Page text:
Even on my first day at university, my hidden disability got in the way. There was a problem with my accommodation. The good news was that the accommodation was on the ground floor. There were no lifts, and my airway meant that I could not climb stairs or else I would get out of breath. The bad news about my accommodation was that it was on a hill. Ok, so the hill was only small, but it was also a good ten-minute walk from the university. This meant that I would get tired before I even got to uni.
My mum demanded to see the accommodation team. I admired how she would always fight my corner, but at that moment, I was a nervous wreck. I was frantically looking around the Halls of Residence reception, when I spotted the noticeboard opposite me. The reception was small, with people coming and going. I concentrated on a photo of a cat on the noticeboard. His name was Batman, and his job was apparently Campus Security. A passing thought of meeting this cat made me relax a bit. However, that was quickly shoved out of the way by my worries. Would my university career be over before it even started?
It turned out to be a bit easier than that. Kind of. My mum explained the issue, and I got moved to a ground floor flat on the doorstep of the campus building. It was closer to a five-minute walk, but it made it all the better for me and my airway.
Ah, the joys of having a hidden disability. Another issue cropped up when meeting new people. I looked normal, with green eyes, glasses, and an alternative dress sense, including tops that were high-necked so that they covered my scar on the front of my neck. However, whenever I spoke to anyone one thing stuck out – in my mind, at least.
You see, I was born at 26 weeks, and I have had numerous surgeries on my airway that have damaged my vocal cords, causing my voice to sound like I have a sore throat. That’s what I tell people whenever I meet them to stop them worrying.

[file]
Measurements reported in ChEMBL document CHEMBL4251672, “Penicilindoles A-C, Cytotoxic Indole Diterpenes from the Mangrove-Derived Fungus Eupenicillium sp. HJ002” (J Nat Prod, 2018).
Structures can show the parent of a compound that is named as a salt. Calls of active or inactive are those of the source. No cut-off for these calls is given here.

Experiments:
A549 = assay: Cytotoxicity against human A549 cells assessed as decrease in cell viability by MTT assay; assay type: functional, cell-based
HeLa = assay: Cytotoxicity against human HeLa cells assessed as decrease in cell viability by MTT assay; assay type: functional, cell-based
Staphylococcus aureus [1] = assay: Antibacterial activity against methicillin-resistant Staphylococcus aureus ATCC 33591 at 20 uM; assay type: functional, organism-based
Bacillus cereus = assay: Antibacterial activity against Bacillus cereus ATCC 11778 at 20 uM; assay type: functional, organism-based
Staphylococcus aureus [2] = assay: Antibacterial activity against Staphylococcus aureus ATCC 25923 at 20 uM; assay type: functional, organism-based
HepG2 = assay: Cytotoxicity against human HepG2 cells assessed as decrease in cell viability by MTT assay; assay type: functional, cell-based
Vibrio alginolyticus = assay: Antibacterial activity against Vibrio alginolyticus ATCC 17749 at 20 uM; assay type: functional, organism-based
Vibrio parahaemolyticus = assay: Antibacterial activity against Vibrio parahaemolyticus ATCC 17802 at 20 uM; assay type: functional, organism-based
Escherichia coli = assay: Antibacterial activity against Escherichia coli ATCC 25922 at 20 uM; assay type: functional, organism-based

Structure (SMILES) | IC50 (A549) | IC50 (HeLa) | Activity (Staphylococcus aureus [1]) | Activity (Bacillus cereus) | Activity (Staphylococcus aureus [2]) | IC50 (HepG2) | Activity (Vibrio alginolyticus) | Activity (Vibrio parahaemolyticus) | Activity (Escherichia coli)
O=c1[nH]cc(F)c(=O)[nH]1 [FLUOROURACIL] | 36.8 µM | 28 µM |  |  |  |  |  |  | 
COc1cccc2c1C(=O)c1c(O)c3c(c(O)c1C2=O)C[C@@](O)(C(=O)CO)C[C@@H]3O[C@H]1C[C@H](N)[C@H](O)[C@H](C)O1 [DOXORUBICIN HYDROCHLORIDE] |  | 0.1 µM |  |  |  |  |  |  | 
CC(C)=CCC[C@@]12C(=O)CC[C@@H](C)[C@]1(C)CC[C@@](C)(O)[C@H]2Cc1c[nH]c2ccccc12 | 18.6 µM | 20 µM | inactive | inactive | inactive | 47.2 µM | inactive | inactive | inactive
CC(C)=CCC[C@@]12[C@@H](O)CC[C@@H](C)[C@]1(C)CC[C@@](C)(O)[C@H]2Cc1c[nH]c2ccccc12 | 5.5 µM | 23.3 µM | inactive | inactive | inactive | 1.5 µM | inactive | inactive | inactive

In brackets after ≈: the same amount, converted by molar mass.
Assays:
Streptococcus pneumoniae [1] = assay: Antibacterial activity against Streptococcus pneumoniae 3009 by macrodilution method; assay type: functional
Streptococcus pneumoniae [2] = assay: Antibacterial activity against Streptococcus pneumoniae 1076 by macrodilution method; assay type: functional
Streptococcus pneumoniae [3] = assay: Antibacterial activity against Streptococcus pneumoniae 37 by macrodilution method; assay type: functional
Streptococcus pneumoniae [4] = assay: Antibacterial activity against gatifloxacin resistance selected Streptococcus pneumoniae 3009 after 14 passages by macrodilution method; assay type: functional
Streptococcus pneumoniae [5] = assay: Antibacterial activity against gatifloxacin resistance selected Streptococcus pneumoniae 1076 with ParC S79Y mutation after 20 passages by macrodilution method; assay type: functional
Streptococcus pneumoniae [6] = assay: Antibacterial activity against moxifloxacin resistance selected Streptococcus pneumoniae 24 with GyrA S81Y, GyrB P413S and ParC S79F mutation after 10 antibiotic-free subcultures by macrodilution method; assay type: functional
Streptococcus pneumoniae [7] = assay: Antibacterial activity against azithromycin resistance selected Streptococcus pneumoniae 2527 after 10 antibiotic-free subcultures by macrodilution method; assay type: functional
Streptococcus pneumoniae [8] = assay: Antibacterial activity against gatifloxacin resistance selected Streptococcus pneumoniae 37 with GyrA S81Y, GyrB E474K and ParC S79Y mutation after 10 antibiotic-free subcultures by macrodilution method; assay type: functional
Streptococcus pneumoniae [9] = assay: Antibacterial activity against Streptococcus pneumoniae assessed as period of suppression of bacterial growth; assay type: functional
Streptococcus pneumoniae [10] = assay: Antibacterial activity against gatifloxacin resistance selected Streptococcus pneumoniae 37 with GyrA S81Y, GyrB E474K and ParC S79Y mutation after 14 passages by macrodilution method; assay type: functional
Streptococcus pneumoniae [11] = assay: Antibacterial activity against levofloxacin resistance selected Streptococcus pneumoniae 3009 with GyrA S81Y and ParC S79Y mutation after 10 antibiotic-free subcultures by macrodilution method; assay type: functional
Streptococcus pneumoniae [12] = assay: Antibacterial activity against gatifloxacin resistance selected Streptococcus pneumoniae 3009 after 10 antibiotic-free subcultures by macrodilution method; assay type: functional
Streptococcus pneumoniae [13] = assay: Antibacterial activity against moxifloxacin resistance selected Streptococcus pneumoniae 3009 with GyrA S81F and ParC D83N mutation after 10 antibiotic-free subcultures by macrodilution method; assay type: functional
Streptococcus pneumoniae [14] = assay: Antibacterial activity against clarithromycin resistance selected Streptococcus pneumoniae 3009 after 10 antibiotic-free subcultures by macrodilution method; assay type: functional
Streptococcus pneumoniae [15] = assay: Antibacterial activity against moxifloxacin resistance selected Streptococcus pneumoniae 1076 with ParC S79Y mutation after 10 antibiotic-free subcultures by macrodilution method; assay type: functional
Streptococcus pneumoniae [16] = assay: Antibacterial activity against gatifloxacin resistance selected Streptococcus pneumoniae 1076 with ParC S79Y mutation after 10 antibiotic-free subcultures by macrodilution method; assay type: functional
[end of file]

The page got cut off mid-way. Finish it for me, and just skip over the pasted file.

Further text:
It does get a bit tedious, now and then.
Also, due to being a premature baby, my airway is narrower than others. Thankfully, after living the first seven years of my life with a tracheostomy tube; a big reconstruction surgery when I was eight; and lots of other operations, I have a good quality of life. However, due to the various surgeries over the years, my vocal cords were damaged with scar tissue. This means I have limitations in life which I have gotten used to, however, when trying to make friends at university, I struggled to cope with them.
A group of girls from my course and I went to Wembley before a university induction day. My friends at college knew when walking that they had to slow down for me. They knew that wherever I went, I’d need access to a lift in case there were too many stairs. Walking down the long stairs from the station was fine. Unfortunately, when we were walking up the stairs, I rushed up, whilst trying not to sound like I was about to collapse. I could have told them to slow down, but I didn’t. I didn’t want to be known for my disability. I wanted them to get to know me as that girl who loves reading books, writing journalistic pieces, watching strange horror movies, and listening to rock music.
One final example of how my hidden disability impacted my university experience is when I went to the cinema with a friend from my journalism group. She was walking fast, and I matched her pace to ‘stay normal.’ Unfortunately, this did not work. She offered me her inhaler, as she thought I had asthma. I politely declined, explaining that I did not have asthma, but I just had something like asthma. This was another throwaway line I had in my arsenal so that no more awkward questions were asked. I didn’t want to scare people off.
Thankfully, those were the only odd moments. There’s a saying that going to uni changes your life. For me, it really did. I became a different person. I discovered my love of writing. I went to Camden one day on my own to meet a singer I loved at the time. I interviewed people around campus for an assignment, gave a presentation in front of a seminar group, and asked questions during a lecture. My desire to talk overrode my worries about my voice, which was the biggest confidence boost of all.
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